Despite being the main character. Terry is actually overshadowed by Wolfgang Krauser to me. Krauser is a pretty good villain, and is the show stealer for sure. Personally, I consider him to be the best of the main villains out of the three movies. Krauser is also given an ample amount of background, which helps keep the movie pretty interesting. The first meeting with Krauser is awesome, and anyone can be fooled into thinking they're about to be watching a great anime.
Now this is where I'm going to straight sink this movie, because this is where it's suppose to excel. The problems for me lies in the poorly animated battles for the most part. The fight scenes have choreography that is barely on an average level, and as if this wasn't bad enough. They either consist of 10 seconds of unseen action, one blow victories, stills, or very little martial arts, with the characters trademark moves being the only attacks used. This is something a fan of the game may find to be very entertaining, but for those searching for a good martial arts anime. This is the definition of mediocrity, and I have to call it like I see it.
Terry's battles with Krauser happens to be the best by far, but when compared to everything else, there really wasn't much competition anyway, and even these battles only manage to get by. The last battle suffered from very inconsistent artwork, sloppy animation, and re-used cels quite a bit. The ending is rather good, but I don't think it makes up for many of the movies flaws.
The artwork has only one thing going for it and that's the character designs. Unfortunately, even here things aren't all that peachy. The characters are pretty faithful to the video game with Krauser being the only exception. This really isn't a bad thing though, because the writers intentions were to portray Krauser as being ten years younger than in the video game. However, the artwork declines in quality, which can be very noticeable even to the untrained eye. Thankfully, the movie has a good soundtrack that mainly works for the battles, and makes a lot of them seem better than what they really are.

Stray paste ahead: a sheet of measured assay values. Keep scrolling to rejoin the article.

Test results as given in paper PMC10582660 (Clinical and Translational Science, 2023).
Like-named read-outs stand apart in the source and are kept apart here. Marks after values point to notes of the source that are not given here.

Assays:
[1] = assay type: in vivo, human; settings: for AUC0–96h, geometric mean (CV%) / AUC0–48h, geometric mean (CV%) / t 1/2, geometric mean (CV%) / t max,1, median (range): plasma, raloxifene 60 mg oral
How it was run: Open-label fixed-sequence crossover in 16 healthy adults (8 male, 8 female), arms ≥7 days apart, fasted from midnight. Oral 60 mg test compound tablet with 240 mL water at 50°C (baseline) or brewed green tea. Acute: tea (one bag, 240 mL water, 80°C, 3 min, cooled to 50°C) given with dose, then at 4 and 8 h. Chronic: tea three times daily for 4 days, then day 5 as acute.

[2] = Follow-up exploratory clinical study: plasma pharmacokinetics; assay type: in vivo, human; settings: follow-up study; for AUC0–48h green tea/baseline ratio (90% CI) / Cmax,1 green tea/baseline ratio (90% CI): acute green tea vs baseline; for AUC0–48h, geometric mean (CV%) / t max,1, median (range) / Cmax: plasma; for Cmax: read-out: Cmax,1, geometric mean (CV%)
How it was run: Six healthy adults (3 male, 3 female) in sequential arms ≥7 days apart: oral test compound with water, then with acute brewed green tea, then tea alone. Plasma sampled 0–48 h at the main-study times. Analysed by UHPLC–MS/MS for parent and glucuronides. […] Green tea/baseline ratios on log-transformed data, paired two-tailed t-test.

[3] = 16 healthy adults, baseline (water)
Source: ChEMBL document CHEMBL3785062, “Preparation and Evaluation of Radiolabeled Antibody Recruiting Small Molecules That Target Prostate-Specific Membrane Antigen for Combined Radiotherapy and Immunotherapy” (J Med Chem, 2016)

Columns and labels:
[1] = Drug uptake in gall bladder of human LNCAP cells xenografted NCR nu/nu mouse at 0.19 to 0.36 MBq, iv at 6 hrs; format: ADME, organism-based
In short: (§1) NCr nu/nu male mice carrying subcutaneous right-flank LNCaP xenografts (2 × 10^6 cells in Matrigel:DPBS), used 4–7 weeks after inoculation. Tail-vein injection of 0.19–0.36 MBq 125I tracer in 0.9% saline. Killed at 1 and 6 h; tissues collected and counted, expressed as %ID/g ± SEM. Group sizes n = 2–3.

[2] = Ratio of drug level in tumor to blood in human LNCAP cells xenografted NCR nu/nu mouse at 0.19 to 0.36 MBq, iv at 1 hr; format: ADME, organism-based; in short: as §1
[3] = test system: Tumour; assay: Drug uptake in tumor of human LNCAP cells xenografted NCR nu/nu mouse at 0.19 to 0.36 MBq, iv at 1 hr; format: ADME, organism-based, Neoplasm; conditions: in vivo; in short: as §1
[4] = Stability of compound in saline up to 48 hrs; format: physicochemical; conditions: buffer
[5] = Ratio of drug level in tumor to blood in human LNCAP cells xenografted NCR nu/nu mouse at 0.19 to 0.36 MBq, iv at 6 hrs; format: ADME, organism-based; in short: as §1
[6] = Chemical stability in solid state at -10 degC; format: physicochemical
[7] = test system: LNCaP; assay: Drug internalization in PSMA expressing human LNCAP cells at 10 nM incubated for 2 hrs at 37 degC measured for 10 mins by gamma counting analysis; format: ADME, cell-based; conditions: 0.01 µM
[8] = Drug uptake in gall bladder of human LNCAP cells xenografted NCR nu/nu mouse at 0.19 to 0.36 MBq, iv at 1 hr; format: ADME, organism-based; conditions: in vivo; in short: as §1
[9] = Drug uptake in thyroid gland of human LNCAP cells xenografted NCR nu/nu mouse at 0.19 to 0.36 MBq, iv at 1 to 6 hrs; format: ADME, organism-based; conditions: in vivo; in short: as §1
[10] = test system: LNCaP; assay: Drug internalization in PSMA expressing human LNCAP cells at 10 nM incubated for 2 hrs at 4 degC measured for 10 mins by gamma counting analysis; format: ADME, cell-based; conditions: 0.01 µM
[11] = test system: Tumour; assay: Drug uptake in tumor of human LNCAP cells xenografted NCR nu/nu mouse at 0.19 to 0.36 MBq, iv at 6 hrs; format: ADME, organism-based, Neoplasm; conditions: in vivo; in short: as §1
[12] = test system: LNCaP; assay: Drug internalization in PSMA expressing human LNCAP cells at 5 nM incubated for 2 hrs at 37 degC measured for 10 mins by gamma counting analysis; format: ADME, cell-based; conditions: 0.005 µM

Fatal Fury 2: The New Battle could have been worst, but it could have been better as well. The plot was there, but when it comes down to a martial arts anime, then the action must standout. This is an area Street Fighter II shined in. There is very little here screaming "look at me!". FF2 is actually the best of the series to me. Over the years, a majority of Fatal Fury fans have eaten this one up, and has even went so far as to consider it great anime. Well, we all have our opinions, and that's all I can say about that.
I only recommend this to fans of the video game and the very easily pleased. Non fans, casual anime fans, and anime fans who take their stuff serious may find a bit of enjoyment here too, but I just can't recommend it. There are far better fighters out there. FF2 has a 75 minute run time.
-Improved animation and fight scenes
-Decent plot and soundtrack
-Fight scenes really aren't much due to very poor choreography